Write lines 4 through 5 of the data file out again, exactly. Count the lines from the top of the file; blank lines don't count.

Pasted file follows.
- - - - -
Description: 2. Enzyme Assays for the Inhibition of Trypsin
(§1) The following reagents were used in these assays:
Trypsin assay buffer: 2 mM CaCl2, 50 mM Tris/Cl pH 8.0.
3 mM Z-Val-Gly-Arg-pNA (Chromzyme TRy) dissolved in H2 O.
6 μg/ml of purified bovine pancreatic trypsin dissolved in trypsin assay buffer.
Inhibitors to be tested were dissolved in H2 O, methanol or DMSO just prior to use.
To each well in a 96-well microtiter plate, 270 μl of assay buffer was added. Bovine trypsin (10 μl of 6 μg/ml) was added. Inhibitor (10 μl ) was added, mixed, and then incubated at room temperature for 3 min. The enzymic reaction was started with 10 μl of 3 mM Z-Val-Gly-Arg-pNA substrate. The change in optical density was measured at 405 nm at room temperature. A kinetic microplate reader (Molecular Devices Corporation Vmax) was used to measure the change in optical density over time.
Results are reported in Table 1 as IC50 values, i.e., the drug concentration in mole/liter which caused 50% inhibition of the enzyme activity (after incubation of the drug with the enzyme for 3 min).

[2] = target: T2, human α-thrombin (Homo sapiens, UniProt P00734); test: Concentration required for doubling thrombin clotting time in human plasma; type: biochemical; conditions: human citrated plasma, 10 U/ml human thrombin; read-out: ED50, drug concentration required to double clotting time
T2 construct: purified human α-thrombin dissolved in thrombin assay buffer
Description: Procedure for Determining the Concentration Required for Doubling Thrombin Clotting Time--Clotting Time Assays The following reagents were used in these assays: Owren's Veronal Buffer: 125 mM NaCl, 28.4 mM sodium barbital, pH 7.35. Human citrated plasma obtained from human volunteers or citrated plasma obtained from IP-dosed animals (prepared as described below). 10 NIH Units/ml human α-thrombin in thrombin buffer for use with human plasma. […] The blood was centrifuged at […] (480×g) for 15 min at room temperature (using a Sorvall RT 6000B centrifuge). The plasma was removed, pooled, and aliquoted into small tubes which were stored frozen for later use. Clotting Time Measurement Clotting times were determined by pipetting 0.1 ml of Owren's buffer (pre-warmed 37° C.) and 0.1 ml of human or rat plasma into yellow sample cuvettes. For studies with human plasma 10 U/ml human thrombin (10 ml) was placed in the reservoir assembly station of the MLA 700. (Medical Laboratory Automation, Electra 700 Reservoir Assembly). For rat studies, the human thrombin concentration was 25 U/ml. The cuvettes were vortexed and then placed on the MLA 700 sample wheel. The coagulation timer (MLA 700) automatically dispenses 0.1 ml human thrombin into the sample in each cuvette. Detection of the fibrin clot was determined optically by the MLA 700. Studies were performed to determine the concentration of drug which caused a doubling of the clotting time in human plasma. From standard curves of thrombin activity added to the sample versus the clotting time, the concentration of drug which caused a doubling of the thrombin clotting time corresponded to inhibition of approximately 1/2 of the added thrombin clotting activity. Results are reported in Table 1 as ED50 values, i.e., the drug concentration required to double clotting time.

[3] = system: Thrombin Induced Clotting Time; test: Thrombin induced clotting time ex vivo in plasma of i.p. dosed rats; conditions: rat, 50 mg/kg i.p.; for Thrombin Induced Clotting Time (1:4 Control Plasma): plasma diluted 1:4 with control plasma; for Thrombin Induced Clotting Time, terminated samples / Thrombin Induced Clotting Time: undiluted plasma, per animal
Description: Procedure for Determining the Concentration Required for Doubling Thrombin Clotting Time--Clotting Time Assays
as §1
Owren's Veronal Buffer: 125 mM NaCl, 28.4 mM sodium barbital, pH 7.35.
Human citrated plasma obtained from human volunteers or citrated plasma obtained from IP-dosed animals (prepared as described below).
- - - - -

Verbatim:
3 mM Z-Val-Gly-Arg-pNA (Chromzyme TRy) dissolved in H2 O.
6 μg/ml of purified bovine pancreatic trypsin dissolved in trypsin assay buffer.